A genetic trick called an integron plays an important role in helping bacteria do this.
We found a new way to revert antibiotic resistance. It involves using phage therapy to resensitise a type of bacteria to antibiotics.
Antibiotic-resistant bacteria is one of the greatest threats to public health. The bacteria are so pervasive, they're spilling over to penguins, sea lions, wallabies and more.
Estimating the cost of antibiotic resistance to economies and health-care systems is fraught with difficulty, but new research says Australia will be hit harder than we think.
Superbugs spread through the environment – and it needs urgent attention.
A CSIRO survey has found many people are confused about common infections, believing antibiotics can treat colds, flu and other viruses. This could fuel a dangerous rise in drug-resistant superbugs.
Antibiotic resistant superbugs kill 32 plane-loads of people a week. We can all help fight back.
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Antibiotic resistant infections already kill about 700,000 people globally every year. While scientists are racing to find new ways to fight superbugs, there's one thing you can do, too.
The CDC just released a list of bacteria and fungi that pose, or have the potential to pose, a serious health threat. Here are four strategies for curbing the rise of these superbugs.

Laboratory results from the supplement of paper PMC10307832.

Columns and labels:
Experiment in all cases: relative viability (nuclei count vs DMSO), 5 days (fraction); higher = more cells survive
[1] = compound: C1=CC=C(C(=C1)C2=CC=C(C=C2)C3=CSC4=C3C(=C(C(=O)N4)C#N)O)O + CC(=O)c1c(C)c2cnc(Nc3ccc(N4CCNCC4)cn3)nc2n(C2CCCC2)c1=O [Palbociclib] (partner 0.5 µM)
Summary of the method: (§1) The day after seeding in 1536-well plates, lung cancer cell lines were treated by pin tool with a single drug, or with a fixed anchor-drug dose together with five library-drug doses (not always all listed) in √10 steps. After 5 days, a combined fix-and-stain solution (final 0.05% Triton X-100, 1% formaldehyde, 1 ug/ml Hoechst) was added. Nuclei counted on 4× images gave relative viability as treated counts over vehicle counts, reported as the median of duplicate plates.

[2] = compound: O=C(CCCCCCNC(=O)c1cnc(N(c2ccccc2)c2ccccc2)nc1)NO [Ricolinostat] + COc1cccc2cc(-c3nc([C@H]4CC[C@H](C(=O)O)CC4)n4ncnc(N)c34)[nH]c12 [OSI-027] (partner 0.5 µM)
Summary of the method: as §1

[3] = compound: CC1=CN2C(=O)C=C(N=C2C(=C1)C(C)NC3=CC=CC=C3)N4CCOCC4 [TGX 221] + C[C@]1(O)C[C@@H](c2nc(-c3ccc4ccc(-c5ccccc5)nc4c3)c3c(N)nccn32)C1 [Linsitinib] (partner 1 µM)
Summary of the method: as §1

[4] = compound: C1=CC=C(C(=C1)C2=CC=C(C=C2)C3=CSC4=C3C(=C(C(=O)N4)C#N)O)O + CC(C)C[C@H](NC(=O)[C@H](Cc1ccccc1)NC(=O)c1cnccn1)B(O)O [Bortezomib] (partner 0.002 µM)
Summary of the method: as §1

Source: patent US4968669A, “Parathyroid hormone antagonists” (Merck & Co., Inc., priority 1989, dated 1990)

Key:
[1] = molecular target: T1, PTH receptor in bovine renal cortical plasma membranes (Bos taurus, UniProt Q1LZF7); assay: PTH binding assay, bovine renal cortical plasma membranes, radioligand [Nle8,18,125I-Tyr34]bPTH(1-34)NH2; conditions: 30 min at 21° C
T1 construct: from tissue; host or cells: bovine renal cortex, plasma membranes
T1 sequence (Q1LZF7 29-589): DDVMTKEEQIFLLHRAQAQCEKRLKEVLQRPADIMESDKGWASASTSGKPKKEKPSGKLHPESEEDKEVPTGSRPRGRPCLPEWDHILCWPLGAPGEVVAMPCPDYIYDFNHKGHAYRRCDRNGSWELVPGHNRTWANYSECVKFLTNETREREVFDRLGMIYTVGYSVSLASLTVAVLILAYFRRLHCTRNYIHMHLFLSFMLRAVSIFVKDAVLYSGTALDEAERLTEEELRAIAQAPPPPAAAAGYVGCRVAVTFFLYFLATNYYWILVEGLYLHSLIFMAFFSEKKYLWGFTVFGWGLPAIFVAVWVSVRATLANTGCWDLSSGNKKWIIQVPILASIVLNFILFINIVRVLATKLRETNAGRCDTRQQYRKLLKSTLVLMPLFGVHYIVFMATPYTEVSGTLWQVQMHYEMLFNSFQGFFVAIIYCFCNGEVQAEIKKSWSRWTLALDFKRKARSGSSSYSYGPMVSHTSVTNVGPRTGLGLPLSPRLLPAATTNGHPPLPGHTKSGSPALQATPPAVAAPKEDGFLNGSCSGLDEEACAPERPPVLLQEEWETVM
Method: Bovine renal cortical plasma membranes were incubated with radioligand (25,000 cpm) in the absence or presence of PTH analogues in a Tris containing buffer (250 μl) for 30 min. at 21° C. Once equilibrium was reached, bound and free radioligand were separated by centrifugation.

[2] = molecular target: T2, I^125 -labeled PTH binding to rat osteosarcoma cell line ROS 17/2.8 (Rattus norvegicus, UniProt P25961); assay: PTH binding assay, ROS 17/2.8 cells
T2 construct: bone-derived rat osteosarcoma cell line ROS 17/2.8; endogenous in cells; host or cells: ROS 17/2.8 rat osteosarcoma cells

If hospitals are not thoroughly cleaned, patients may be at higher risk of infection. We tested a new approach to hospital cleaning, and found it could reduce infections and save money.
Many articles describe the rise of superbugs - bacteria that are resistant to antibiotic drugs - as inevitable. But society has the knowledge to stop the spread of these microbes.
A surprising number of people are catching pneumonia or urinary tract infections in hospital, a new Australian study shows for the first time.
Candida auris is a fungus which breeds most commonly in health-care settings. It's cause for concern because it's hard to detect, and is resistant to many anti-fungal drugs.
Hospital disinfectants could be creating superbugs.
Antibiotic resistance is common in bacteria where there's a large human population and poor sanitation. For the first time however, it's been found in the remote Arctic.
Our bodies have a set of defenses that are finely tuned for killing invading microbes. With rising cases of drug-resistant bacteria, maybe boosting our natural defenses is the best medicine.
Farm animals are the subject of WHO initiatives around antibiotics, but domestic pets could actually be a bigger risk.
The problem of antimicrobial resistance won't go away as long as people in poor countries don't have access to clean water.
Superbugs used to pose the greatest risk to people with compromised immune systems and those who had surgery. But their sexual transmission means antibiotic resistance can spread much more widely.
Researchers are using epigenetics to find ways to 'turn off' bacteria's ability to cause infections.
We know overuse and inappropriate use of antibiotics contribute to resistance, so it's important we develop strategies to improve practice.